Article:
We are back, folks! Hopefully, everyone had some great time off and now we are back here ready to get rocking and rolling with some good football talk. We missed Thursday, pardon my long drive back from Ft. Myers, Florida; so here's your mailbag!
@inthebleachers how long before AUBURN becomes relevant again???— Jeremy Pace (@pace_jeremy) December 28, 2012
I'm not even sure that I know what relevant really means in the world of college football, anymore. To me, relevant is not synonymous with good. So, keeping that in mind, I think Auburn is currently relevant and they don't have to wait any longer. They can get their foot in any door where recruiting is concerned, they have an ability to move the discussion meter, even when they are "bad" and that's what "relevant" means to me.
Now, as for good, I think they have a ways to go. The team looked like children out there on the field, and that means they need strength and conditioning work—something that doesn't come just after a winter and a summer. It takes diet, exercise and all of those things together to start with fixing a program.
So, to answer that question, I think Auburn will have some schematic success as early as 2013, but it is going to take a few years in the program to build muscle, create depth and develop players to be a team that, year in and year out, can be very good.
@inthebleachers What does the future hold for NCSU Football?— Sports Wench(@Wufpackin) December 28, 2012
The same as the past, most likely. Most programs are 7-8 win teams. Every now and again they might win nine. Hell, if the stars align they have a shot to win 10 and maybe a conference title. Notice I said "shot to win 10" and not "every now and then they should win 10 games and a conference title." Even in the years with a good team, sometimes teams of equal caliber beat you and higher-ceiling teams are better.
Honestly, the real issue here is everyone is so geeked up on "accepting mediocrity" so they think seven or eight wins a pop is a bad thing. What you should be working to avoid is the dips that mediocre programs are a lot closer to than they are elite success.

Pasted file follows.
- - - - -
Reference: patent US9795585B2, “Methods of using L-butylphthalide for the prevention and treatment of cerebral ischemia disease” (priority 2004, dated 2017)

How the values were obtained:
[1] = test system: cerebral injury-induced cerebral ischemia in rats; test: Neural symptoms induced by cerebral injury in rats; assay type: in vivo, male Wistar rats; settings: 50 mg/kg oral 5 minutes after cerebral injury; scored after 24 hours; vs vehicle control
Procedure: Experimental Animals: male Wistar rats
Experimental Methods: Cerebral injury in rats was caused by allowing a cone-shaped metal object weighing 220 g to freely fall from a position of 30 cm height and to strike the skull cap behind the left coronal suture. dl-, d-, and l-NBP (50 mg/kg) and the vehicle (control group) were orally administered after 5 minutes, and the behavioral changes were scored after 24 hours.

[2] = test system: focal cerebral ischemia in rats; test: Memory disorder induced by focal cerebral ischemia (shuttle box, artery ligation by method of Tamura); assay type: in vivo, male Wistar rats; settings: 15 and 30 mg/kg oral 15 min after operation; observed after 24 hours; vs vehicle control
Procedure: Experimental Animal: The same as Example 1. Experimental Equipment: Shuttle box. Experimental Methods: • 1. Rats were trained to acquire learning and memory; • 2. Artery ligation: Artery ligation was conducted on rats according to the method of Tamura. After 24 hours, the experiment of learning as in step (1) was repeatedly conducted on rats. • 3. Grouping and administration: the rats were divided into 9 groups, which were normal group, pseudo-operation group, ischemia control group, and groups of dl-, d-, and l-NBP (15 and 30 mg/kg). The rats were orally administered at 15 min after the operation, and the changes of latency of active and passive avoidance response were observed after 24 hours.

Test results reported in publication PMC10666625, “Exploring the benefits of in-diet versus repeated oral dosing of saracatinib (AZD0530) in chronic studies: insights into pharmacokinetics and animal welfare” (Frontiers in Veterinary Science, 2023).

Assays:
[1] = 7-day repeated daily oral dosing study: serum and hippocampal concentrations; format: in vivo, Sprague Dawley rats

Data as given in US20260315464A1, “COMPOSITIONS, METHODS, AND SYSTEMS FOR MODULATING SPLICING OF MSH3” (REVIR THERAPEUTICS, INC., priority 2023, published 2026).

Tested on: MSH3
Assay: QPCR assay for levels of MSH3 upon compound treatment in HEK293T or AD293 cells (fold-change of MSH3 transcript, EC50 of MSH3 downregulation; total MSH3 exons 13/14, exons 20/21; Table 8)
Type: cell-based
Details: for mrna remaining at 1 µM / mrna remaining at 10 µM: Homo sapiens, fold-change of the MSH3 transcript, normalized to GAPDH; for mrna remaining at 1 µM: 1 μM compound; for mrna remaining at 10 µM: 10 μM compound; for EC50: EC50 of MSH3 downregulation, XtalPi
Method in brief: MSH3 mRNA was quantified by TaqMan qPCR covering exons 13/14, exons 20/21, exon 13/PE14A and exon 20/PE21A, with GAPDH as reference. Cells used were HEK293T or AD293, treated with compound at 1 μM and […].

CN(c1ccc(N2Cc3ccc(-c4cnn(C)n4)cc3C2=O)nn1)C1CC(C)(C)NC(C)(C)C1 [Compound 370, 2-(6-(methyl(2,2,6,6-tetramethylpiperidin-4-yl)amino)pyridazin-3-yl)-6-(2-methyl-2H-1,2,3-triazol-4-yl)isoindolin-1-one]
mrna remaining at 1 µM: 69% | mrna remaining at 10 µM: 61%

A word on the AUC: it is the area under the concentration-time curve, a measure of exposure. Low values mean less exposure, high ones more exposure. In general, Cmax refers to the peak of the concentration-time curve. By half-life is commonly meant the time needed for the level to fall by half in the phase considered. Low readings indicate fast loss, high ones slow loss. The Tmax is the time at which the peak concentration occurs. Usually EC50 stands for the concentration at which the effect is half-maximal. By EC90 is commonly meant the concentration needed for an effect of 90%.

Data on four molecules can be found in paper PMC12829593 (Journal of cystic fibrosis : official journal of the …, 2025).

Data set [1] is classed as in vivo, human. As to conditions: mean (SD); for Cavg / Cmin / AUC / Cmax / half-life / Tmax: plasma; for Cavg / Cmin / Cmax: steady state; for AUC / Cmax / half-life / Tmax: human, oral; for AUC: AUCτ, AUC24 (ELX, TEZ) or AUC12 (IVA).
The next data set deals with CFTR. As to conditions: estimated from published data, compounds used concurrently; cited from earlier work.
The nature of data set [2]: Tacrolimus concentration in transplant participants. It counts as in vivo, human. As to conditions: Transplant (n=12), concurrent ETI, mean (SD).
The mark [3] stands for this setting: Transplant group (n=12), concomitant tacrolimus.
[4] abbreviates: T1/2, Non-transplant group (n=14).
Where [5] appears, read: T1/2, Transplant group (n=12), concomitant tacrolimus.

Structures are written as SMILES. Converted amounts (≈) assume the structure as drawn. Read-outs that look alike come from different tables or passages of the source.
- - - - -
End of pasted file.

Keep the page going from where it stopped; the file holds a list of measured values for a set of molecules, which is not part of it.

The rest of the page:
Hopefully Dave Doeren avoids the slip into being a bad team, and then gets a shot to build upon some success. In other words, Doeren's real chance at getting to where fans want to be is building that 7-8 win base and then pushing from there. We'll see if he gets long enough to do that.
@inthebleachers What are the top 3 things you are looking forward to next season?— Patti Jones (@DrPattiJones) December 28, 2012
It is sad to think that we're already looking to next year, but the days are growing short, that's for sure. Honestly, I think UCLA's defensive improvements are atop my list of things I am looking forward to. They were largely clueless out there this season and I think year two is where new defensive coordinators make the biggest strides—should be fun to watch.
Another thing I'm looking forward to is how defensive coaches, as a whole, work on these new offensive schemes. Between the influx in zone-read principles, more packaged plays and run-action passing there is a lot to tackle, but I think we will see some tweaked defensive moves to combat those things.
Lastly? Give me Ohio State and what they do in 2013. Last year we all watched USC become a darling because of the pieces they returned and the great 2011 season they had. Now, Ohio State coming off of a 12-0 run, will likely get a lot of the same fanfare, but they have their work cut out for them in 2013.
@inthebleachers GT and the triple option struggle when opponents have time to prepare. Best way to prepare for triple option offense?— AJ Fritsche (@Fritsche12) December 28, 2012
Wrapping it up with a football question. I love this question because it gives me a chance to expose just how extremely rigid I am with respect to defending option football. So here is my theory:
Best way to prepare is to simplify your scheme and practice with no football. I'm a guy who believes in tackling everyone, on every play where the option is concerned, and that is a lot easier to drill into your players when they are not chasing the ball.
There are a couple different schools of thought on defending the option. Some folks go for the "string it out" theory, slow playing things to the sideline. Others like to attack the quarterback and force an early pitch.
I'm a tackle everyone guy and that starts with dive back. From there you tackle the quarterback and lastly you hit the pitch man. Ideally, I'd run it out of a 4-4 front, let my other three defenders play pass and don't come out of it until they prove they can throw.
Sidenote: I think USC's defense is going to get embarrassed by Georgia Tech because they don't play great assignment football, they don't tackle well and they don't get off blocks well.